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The Ten Lost Tribes in Tradition

According to tradition, the Kingdom of Israel, formed by the secession of the Ten Tribes under Roboam, covered the whole northern and north-eastern part of the realm of David, which constituted the bulk of the land of the Hebrews. Politically and materially it was of much greater importance than its southern neighbor, Juda. Under Jeroboam II (782-746 BC) it had recovered from the inroads of the Syrians and the pecuniary exactions of Shalmaneser II of Assyria, and had regained on the east and north-east the boundaries conquered of yore by Solomon. In fact the Israel of Jeroboam II was at the summit of its prosperity. But beneath this material bloom lay a depth of religious and moral corruption. Jehovah had always been acknowledged as the supreme God, but His worship was still tainted by the heathenish symbolism of the calf at the national temples of Bethel and Dan.

An Assyrian king, Tiglath-pileser HI (D. V. Theglathphalasar, the Phul of II K., xv, 19), led a campaign against Damascene Syria, Hamath, and Palestine (742-738 BC). Tiglath-pileser re-appeared in Syria in 734, and his advance forced the allies to raise the siege of Jerusalem. After defeating Rasin and blockading Damascus, the Assyrians turned westward and occupied Northern Palestine. The cuneiform inscriptions tell us that Tiglath-pileser required Phacee's death as the penalty of his presumption, and made his slayer, Osee (Hoshea), king in his stead. (Cf. II K., xv, 29 sq.) Numbers of captives were carried out of Israel, the first of the deportations which depopulated the country. The prisoners were taken from Galaad, Galilee, and other northern districts of the kingdom, both east and west of the Jordan basin.

Samaria, the capital, held out against a besieging Assyrian army for three years, and was not taken till 722 BC, Sargon II having meanwhile succeeded Shalmaneser. It was the death-blow of the Kingdom of Israel. An Assyrian inscription found in the ruins of Sargon's palace at Nineveh informs us that he carried away 27,290 of the people. War, famine, and earlier deportations must have much reduced the population. To fill the place of the dead and exiled Israelites, Sargon brought in among the remnant Babylonians and other pagan peoples from conquered lands. The Northern Kingdom became the Assyrian province of Samaria, and from the intermarriage of its various races arose the Samaritans. But the depopulation of the former kingdom of its natives was far from complete. The bulk of the populace, composed of the poorer and least influential inhabitants, was allowed to remain, so that we read in the Assyrian monuments of a later futile effort of Hamath, Arpad, Simnira, Damascus, and "Samarina", i. e. Samaria, to shake off the lordship of Sargon. (Sclirader, Keilinschriftliche Bibliothek, II, 56, 57.) But the Israelitic stock left in the land was gradually merged into the composite Samaritans.

According to tradition, the exiles were settled by their conquerors "in Halah and Habor [a river] by the river of Gozan, in the cities of the Medes". Their colonies were therefore in the heart of Northern Mesopotamia and in Western Persia, then subject to Assyria. In Mesopotamia, or Assyria proper, the Israelites were assigned to the region centerng about the city of Nisibis, which is mentioned by Josephus as their leading settlement. The exiled of the Ten Tribes remained and multiplied, never returning to Palestine.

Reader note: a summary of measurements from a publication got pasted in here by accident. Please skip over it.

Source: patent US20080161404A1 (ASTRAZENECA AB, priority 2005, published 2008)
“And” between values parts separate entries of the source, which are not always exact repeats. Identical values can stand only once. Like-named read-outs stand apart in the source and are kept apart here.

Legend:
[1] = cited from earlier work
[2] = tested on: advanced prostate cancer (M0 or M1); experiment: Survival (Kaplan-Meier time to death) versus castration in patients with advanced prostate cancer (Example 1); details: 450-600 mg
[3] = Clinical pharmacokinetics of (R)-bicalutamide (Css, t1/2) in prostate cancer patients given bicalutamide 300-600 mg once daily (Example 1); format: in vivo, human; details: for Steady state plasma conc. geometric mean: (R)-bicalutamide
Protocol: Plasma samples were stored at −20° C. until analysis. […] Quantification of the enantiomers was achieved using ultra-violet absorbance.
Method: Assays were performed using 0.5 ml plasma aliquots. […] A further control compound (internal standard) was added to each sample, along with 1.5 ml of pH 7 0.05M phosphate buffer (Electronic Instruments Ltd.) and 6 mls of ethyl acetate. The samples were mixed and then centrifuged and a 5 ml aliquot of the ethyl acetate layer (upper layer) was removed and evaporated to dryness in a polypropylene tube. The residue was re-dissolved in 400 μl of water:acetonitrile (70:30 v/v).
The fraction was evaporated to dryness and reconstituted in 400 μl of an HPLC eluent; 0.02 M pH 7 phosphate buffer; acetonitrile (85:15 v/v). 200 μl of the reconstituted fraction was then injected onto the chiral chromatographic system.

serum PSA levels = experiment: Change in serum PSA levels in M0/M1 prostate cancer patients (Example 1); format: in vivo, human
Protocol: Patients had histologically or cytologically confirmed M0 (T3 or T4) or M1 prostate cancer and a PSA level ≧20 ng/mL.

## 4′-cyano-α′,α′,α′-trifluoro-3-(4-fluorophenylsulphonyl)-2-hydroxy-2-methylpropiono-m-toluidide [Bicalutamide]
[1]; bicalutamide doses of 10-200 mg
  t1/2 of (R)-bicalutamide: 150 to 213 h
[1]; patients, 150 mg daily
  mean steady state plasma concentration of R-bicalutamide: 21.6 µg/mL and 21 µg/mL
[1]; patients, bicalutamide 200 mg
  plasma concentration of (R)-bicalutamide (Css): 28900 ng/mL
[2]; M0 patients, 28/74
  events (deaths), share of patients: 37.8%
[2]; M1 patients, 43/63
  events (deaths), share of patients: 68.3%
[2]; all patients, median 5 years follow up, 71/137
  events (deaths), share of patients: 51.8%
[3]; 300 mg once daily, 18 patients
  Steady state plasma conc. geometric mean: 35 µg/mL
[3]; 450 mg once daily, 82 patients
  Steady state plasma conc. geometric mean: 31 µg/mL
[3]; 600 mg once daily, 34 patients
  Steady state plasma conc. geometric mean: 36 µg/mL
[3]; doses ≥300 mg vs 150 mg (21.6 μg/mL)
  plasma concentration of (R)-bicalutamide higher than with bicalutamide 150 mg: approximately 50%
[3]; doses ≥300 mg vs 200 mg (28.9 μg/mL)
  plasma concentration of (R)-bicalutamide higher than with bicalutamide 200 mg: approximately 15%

The Israelites, who by tradition were deported from the land of their fathers by the kings of Assyria in the seventh and eighth centuries BC, disappear from the pages of history almost as completely as if the land of their captivity had engulfed them in a Sirbonian bog. The historical notices of the Ten Tribes during the next thousand years are confined to three historians. The author of the Apocryphal Book of Esdras, who probably lived in the first century BC, mentions a large emigration of the Israelities from Media to a place called "Arsaeeth," which is supposed to represent the northern part of the present Rouniania (2 Esdras xii. 4048). Josephus, a century later, speaks of the Ten Tribes as existing in his day, "beyond the river Euphrates, and now so vast a multitude as not to be estimated on account of their numbers" (Antiq. xi. v. sect. 2). Jerome, four centuries after Josephus, says, in his Commentary on Hosea, chap, i., "The Ten Tribes of Israel inhabit to this day the cities and mountains of the Medes, as their fathers did a thousand years before."

There is no further intimation of the whereabouts of the Ten Tribes until seven centuries later than Jerome, when Benjamin of Tudela, the famous Jewish traveller, made various attempts in the twelfth century to discover his lost brethren. Speaking of his visit to the Jews of Androva, on the northwest of the Caspian Sea, he says, "In Samarcand, the city of Tamerlane, there are 50,000 Jews, under the presidency of Rabbi Obadiah; and in the mountains and cities of Nubor, there are four tribes of Israel resident; viz., Dan, Zebulon, Asher, Naphtali." So in the Travels of Rabbi Petachia, of Eatisbon, in the end of the twelfth century, he makes mention of his "Forty days' pilgrimage from the Tomb of Ezekiel to the river Sambation," which acts so conspicuous a part in the traditions of the Jewish rabbis, who in that age believed that beyond the deep and broad Sambation, which ceased to flow every Sabbath-day (hence its name), dwell the remnant of the Ten Tribes Of The House Of Israel in independence, awaiting the advent of the promised Messiah.

Wellhausen and others who assumed that the banished Israelites of the Northern Kingdom lost their identity and disappeared in the surrounding populations disregard the explicit testimony to the contrary of Josephus.

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Page last modified: 26-03-2012 18:43:02 ZULU